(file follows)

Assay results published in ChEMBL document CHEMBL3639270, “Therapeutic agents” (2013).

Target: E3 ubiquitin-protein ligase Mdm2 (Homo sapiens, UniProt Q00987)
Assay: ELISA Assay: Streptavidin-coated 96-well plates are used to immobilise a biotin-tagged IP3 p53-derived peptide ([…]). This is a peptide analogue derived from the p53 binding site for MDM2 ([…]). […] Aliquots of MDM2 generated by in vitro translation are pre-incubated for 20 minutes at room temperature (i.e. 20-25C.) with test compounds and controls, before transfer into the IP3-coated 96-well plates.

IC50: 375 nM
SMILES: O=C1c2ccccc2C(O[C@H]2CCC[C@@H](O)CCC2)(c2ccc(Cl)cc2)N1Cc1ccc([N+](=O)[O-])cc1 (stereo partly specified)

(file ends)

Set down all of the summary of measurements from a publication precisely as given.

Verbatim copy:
Assay results published in ChEMBL document CHEMBL3639270, “Therapeutic agents” (2013).

Target: E3 ubiquitin-protein ligase Mdm2 (Homo sapiens, UniProt Q00987)
Assay: ELISA Assay: Streptavidin-coated 96-well plates are used to immobilise a biotin-tagged IP3 p53-derived peptide ([…]). This is a peptide analogue derived from the p53 binding site for MDM2 ([…]). […] Aliquots of MDM2 generated by in vitro translation are pre-incubated for 20 minutes at room temperature (i.e. 20-25C.) with test compounds and controls, before transfer into the IP3-coated 96-well plates.

IC50: 375 nM
SMILES: O=C1c2ccccc2C(O[C@H]2CCC[C@@H](O)CCC2)(c2ccc(Cl)cc2)N1Cc1ccc([N+](=O)[O-])cc1 (stereo partly specified)